When I talk about mobile-friendly design, I’m really using a familiar shorthand for “device-agnostic design.”
What I mean by that is that your website should work on any device that can access the web: smartphones and tablets, of course, but also smart TVs, gaming consoles, and these days, even cars.
If people can access your website on a device, they will. Over the last three years, PAWS New England’s website has been visiting by over 800 different kinds of web-connected devices, including a Nintendo DS.
It forces you to focus on your entire user experience #
The wonderful thing about focusing on mobile-friendly design, though, is that when you focus on making sure your site works anywhere, you start paying more attention to the entire experience of interacting with your organization in a way that you didn’t before.
You prioritize performance over flashy features, which helps increase the number of people who visit your site and your overall revenue.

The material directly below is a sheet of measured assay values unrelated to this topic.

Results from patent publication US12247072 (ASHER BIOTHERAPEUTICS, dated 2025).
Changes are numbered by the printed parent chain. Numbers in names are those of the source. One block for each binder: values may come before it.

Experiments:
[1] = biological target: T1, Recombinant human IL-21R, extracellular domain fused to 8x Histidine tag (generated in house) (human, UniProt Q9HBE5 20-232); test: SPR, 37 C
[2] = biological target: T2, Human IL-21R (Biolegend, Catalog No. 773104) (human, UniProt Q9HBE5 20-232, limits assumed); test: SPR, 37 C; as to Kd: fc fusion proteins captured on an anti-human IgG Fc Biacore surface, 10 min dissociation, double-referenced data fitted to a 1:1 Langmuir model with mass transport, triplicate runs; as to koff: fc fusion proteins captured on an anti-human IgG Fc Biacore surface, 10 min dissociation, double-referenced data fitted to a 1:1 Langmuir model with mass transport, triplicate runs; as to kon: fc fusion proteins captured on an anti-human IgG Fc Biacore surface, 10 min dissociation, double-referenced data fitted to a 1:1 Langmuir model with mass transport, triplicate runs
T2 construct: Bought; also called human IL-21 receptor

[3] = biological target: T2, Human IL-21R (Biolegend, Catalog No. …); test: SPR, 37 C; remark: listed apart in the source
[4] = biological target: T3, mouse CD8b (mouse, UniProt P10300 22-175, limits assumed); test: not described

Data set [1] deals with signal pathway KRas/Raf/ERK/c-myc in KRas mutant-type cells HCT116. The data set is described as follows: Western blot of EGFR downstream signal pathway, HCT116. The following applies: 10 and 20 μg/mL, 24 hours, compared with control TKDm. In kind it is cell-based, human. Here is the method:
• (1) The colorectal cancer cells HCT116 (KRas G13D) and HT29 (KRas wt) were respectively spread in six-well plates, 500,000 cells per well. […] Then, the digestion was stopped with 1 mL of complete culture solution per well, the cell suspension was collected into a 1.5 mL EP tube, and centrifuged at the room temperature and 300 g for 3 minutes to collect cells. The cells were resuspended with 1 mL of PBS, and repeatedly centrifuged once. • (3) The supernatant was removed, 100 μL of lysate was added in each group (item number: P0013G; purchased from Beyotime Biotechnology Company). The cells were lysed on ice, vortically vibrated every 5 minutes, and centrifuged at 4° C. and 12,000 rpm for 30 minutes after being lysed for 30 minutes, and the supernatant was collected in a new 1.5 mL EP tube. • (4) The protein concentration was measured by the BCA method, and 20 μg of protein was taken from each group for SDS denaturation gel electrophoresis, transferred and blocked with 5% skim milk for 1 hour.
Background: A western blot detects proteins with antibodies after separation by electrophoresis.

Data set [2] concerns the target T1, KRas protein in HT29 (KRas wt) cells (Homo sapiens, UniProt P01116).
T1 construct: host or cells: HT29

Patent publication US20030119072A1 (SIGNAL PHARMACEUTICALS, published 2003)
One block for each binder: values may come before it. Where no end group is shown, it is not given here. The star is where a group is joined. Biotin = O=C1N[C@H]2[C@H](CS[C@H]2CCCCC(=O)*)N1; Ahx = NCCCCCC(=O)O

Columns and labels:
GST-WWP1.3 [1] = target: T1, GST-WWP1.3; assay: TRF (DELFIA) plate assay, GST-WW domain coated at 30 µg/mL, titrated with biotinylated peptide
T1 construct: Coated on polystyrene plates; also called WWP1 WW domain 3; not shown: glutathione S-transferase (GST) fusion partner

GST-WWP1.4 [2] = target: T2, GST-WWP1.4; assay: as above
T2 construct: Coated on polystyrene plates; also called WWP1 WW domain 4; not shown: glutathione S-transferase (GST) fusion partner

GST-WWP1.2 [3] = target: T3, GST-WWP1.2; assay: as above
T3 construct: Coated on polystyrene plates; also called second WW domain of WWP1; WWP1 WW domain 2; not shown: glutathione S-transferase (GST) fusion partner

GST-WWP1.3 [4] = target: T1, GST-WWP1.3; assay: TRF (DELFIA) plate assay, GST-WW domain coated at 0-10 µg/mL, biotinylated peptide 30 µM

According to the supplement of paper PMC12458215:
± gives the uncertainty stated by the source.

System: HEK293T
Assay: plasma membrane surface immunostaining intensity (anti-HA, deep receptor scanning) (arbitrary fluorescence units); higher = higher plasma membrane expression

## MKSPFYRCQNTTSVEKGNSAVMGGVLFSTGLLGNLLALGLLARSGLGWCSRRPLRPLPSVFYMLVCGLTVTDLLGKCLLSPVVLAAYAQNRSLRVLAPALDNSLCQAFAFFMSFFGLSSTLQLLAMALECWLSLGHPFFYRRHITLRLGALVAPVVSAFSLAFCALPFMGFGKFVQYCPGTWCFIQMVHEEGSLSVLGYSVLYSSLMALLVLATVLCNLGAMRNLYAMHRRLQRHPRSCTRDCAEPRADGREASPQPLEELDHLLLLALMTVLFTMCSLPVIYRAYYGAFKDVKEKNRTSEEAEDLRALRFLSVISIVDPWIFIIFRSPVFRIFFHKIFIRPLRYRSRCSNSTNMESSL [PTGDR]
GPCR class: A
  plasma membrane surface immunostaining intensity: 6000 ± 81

You make sure your site works even when code breaks or files don’t load, and as a result your visitors can access your content faster, which makes them happy.
You ensure that people who are color blind, visually impaired, or suffer from neurological and muscular disabilities are still able to use your website, which helps you reach more people and provides a better experience for people without disabilities, too.
You reduce the number of fields on your forms, which makes them easier to complete for everyone, not just mobile users.
You make sure that everyone, everywhere, can start using your site on one device, then continue on another, without any break in the user experience.
A better user experience is better for your bottom line #
Is it any wonder that mobile-friendly websites generate more revenue than desktop-only sites—even when someone visits from a desktop computer?
Done right, they provide a better experience for everyone.
- More articles on...
- Design & UX